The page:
Among them, Robert Fink chronicles how repetition in minimal music “can be interpreted as both the sonic analogue and sonic constituent of a characteristic repetitive experience of self in mass-media consumer society.” Fink cites French economist Jacques Attali’s treatise on the political economy of music and the all-consuming repetitiveness of mass production—“the replacement of the restaurant by pre-cooked meals, of custom-made clothes by ready-to-wear, of the individual house based on stereotypical designs, of the politician by the anonymous bureaucrat, of skilled labor by standardized tasks, of the spectacle by recordings of it.” University of Washington music professor John Rahn presents a different perspective with a Freudian reading of repetition:

This process of continual repetition, continual change-of-context constituting meaning, creatively folding a life back over its traces as it unfolds, is a source of great satisfaction, aesthetically desperate and desperately aesthetic, for without this process, without hope of telos, there would be no life. Who among us is ready to die? To be ready to die would be not to be living. As long as one is living, one's life is unachieved, the final reconfiguration un-folded-back to give meaning to the whole, to make a whole. Therefore no one can die happy who is still really living, who is committed to the project of repetition, of making sense of changes-of-context. Death is not a change of context; it is the end of changes of context and the end of meaning …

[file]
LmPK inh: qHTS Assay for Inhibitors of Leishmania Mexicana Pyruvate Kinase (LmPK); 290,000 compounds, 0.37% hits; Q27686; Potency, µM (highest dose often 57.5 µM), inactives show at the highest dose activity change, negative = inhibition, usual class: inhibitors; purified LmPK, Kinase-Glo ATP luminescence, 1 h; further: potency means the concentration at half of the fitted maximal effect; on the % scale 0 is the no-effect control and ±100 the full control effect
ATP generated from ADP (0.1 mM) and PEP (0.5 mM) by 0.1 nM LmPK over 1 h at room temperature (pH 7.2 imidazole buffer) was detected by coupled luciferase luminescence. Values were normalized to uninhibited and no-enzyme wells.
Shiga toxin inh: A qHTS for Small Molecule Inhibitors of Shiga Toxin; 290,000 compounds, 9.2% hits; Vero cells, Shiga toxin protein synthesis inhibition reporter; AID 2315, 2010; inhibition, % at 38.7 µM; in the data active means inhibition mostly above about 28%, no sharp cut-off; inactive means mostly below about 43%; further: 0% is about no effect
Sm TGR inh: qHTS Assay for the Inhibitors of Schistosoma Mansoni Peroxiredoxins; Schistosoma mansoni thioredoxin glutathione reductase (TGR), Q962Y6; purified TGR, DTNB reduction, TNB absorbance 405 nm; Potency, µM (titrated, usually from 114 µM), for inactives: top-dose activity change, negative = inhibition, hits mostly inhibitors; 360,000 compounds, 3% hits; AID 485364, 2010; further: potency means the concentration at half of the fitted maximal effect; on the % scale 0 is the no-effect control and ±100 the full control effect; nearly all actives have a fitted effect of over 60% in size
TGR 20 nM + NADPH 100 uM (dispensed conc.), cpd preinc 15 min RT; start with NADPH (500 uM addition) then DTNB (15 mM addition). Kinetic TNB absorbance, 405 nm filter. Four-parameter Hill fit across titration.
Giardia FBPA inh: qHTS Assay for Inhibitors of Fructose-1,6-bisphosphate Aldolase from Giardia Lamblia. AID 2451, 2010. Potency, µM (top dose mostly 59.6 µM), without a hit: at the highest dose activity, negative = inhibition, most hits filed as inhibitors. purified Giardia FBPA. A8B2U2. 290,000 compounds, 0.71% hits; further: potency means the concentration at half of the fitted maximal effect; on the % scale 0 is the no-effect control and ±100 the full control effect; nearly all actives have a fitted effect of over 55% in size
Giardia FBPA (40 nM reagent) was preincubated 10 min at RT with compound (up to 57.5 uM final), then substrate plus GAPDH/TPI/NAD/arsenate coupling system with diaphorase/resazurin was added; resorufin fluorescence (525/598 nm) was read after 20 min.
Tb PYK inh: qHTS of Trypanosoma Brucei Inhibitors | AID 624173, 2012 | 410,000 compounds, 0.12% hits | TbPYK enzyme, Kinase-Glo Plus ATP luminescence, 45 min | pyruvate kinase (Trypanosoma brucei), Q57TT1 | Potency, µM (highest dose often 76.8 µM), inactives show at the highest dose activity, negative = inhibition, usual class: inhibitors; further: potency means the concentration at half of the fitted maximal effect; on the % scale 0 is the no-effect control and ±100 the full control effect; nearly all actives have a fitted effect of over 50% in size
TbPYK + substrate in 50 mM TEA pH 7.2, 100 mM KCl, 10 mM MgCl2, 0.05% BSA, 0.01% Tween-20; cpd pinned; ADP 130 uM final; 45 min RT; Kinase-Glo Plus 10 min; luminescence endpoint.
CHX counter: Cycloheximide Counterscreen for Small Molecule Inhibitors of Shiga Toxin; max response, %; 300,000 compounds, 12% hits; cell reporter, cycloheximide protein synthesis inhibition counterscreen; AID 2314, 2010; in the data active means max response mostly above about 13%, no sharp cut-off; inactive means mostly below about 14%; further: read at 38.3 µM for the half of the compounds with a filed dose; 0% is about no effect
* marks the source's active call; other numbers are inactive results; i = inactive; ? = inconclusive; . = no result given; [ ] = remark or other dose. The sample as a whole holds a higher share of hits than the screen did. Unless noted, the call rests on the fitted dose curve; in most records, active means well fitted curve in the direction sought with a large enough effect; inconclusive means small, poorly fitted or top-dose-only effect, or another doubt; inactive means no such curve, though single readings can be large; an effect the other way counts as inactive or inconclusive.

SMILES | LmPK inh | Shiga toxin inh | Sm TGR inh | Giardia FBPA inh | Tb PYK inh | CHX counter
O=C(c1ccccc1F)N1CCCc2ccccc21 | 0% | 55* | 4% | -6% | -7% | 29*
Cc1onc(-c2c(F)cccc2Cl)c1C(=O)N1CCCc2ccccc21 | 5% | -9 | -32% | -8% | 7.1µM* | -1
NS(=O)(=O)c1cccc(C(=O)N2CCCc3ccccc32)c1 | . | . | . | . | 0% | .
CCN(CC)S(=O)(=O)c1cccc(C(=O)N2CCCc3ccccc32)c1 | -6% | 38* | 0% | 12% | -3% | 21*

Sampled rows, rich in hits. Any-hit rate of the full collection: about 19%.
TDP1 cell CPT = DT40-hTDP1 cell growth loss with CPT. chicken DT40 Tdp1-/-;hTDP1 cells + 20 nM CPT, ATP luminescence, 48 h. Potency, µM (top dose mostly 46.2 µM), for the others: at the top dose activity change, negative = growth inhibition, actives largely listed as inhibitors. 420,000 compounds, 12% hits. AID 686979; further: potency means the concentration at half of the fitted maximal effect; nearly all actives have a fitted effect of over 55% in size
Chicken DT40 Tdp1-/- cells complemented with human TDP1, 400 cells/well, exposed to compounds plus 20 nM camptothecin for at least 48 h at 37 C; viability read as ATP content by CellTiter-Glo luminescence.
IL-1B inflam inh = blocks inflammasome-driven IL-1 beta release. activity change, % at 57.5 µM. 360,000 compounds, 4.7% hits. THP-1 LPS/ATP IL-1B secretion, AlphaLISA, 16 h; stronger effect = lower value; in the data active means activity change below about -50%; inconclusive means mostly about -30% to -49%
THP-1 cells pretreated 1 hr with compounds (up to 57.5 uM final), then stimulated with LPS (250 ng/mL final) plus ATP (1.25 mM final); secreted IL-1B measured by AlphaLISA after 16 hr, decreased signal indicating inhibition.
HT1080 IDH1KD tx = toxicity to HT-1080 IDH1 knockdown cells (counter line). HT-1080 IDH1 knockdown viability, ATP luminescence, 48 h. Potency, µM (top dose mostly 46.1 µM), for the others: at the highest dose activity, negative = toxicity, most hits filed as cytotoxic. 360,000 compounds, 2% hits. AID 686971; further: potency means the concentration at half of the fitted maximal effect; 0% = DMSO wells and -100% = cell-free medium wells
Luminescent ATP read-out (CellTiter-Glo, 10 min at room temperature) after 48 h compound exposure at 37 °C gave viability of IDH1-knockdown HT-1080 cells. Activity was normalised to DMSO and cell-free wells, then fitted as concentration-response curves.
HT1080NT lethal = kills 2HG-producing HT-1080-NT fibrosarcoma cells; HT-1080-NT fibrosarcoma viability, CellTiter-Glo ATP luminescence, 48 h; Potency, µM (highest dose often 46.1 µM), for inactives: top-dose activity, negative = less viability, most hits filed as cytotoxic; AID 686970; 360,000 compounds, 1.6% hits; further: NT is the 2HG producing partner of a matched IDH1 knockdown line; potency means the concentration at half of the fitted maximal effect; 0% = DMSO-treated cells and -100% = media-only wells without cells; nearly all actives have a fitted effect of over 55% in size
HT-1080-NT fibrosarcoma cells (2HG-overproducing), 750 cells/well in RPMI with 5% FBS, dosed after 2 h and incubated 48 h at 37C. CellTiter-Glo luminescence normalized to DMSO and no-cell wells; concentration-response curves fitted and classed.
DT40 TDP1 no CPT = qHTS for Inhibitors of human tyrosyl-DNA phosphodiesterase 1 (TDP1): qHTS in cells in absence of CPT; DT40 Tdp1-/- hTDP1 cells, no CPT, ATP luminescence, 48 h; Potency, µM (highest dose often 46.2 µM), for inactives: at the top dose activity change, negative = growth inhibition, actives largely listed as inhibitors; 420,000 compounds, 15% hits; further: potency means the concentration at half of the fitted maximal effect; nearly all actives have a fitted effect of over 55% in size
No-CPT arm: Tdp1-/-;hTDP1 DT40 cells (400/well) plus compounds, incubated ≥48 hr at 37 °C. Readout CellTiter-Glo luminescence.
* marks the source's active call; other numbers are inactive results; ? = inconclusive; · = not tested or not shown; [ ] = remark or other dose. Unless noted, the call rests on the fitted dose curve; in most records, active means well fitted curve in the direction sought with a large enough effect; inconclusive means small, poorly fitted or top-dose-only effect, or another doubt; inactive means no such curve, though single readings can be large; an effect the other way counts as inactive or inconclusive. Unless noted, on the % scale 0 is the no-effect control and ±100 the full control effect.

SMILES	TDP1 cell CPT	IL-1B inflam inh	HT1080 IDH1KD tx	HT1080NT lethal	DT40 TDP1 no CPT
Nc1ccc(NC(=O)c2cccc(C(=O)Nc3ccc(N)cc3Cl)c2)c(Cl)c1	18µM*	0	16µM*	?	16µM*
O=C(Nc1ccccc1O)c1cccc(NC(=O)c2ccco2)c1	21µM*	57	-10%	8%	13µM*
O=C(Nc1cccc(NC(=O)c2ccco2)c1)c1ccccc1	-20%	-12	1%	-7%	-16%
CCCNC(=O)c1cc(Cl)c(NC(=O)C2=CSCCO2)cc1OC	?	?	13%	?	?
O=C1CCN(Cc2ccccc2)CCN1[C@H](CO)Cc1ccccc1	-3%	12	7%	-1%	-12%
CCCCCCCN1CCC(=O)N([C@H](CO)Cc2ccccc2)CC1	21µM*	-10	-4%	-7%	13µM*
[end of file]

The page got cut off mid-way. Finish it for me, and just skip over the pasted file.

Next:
In contrast to both of these views, I would argue that a tendency toward repetition in music represents a sort of unified psychological principle, rather than an incidental byproduct of some set of cultural or historical circumstances. Technology is a force that interacts with these fundamental tendencies, exaggerating them. In the same way that modern technologies related to food production hijack appetite predispositions that evolved long before taquitos were invented, modern technologies related to sound production can hijack perpetual tendencies that were in place long before the technologies were invented.